Six woman recently file suite against the state of Alabama over a law it enacted last year regarding vibrators and other sex toys. The law states that selling or distributing “any obscene material or any device designed or marketed as useful primarily for the stimulation of human genital organs” is a misdemeanor punishable by a maximum of one year in jail and a $10,000 fine.1
Sherri Williams, a plaintiff and owner of a store that sells the said products, argued that this law “completely stomps all over citizens rights to their own privacy.”2 At a hearing before the U.S. District Judge Lynwood Smith, Mark Lopez of the American Civil Liberties Union, who is representing the sellers and users of sex toys, argued that many sex therapist recommend sex toys for woman who cannot achieve orgasm without them. His fundamental argument was that a law that intrudes into the privacy of people’s bedrooms “is not the role of the government.”3
Conversely, Alabama’s Assistant Attorney General Courtney Tarver told the judge, “This is really a case about the power of the Legislature to prohibit the sale and manufacture of products it deems harmful.”4 The state attorneys ultimately argued that there is no fundamental right “to purchase a product to use it in pursuit of having an orgasm.”5
Their window dressing is that this law pertains merely to the “sale and distribution” (or “manufacture”) of sex toys. At root, however, they believe that a vibrator, which is used for sexual stimulation, is “obscene” per se, no matter the circumstances in which it is used, be it, for example, lesbians who use it during their “one night stand,” or a husband who uses it on his wife in their love-filled monogamous marriage (probably the only sexual relationship that Alabama’s state lawyers would approve of).
To a mentality that believes sex toys are inherently “obscene,” then they are necessarily “harmful,” too. But who are they harming?
Attorneys for the state contended that legislators have broad discretion in passing laws to protect “the public.” To these attorneys, however, the people making and selling sex toys and those purchasing them in pursuit of (greater) sexual pleasure are excluded from that amorphous concept “the public”; their individual rights are to be sacrificed. Yet only such consenting adults are involved in the making, selling, and purchasing of such products, which involves no inherent physical “harm,” i.e., force, or fraud started between them. Thus, the state has no need to “protect” individuals from the making and selling of sex toys. Moreover, to hold that an individual has no fundamental right to an orgasm through their use, is essentially to deny him his fundamental right to the pursuit of happiness. An individual may rightfully pursue his happiness by any means he chooses (whether or not his actions actually bring him happiness), so long as one’s actions don’t involve physical force or fraud started against others. In opposing this law, plaintiff Sherri Williams identified the basis from which it arises: “The government somehow believes that it has a right to legislate morality.”6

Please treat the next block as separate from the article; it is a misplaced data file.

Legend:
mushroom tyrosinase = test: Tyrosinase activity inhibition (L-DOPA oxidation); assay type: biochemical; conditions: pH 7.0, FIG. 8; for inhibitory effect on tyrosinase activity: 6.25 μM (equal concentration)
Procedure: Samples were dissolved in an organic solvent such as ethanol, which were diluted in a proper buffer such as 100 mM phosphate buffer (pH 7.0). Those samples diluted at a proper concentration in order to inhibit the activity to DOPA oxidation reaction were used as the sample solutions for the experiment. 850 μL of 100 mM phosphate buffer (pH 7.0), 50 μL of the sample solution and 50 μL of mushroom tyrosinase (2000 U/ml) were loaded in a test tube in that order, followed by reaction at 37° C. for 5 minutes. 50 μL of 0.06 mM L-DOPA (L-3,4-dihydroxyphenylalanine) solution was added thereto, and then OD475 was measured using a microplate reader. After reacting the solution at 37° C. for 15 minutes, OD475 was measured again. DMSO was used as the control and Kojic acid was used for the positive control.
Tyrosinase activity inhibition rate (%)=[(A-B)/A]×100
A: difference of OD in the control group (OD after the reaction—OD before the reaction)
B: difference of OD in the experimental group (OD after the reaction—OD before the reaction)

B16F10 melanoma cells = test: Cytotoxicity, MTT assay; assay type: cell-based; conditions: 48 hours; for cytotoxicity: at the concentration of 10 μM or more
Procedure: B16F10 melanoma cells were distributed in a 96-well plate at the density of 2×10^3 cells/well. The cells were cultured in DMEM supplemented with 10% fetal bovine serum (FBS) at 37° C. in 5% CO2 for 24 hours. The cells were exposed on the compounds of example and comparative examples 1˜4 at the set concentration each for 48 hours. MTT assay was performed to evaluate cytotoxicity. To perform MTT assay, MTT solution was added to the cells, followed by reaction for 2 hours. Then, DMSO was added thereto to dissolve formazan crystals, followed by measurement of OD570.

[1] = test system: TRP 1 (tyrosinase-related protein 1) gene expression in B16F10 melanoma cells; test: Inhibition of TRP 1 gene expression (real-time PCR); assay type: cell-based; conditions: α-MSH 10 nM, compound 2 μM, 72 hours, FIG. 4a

The upholders of this law fundamentally believe that certain non-coercive immoralities must be outlawed. And because, at root, they regard sex as inherently debased; man’s body as low and divorced for his higher, “spiritual” side; i.e., his mind; and sex for the sake of pleasure (particularly when procreation isn’t one’s end) as “animalistic,” they regard sex toys as inherently “obscene.” If sex toys are such, and “obscenity” is immoral, then one has no rights to make, sell, or use them.
The antidote to this irrationalism are the rational ideas that sex is good, that it is best when performed as the physical celebration with a “kindred spirit” of the achievement of one’s rational values, and that sex so properly based should be pursued for the great pleasure and happiness it adds to one’s life, whether or not procreation is one’s end. Only when these ideas become dominant in our world will such absurd anti-sex toy laws become non-existent.
1. John Bacon, “Ban on sale of sex toys protested,” USA Today, February 19, 1999.
4. Jay Reeves, “Alabama Defends Ban on Sex Toys’ Sale,” Associated Press (NY), February 18, 1999.
5. USA Today (same reference as above).
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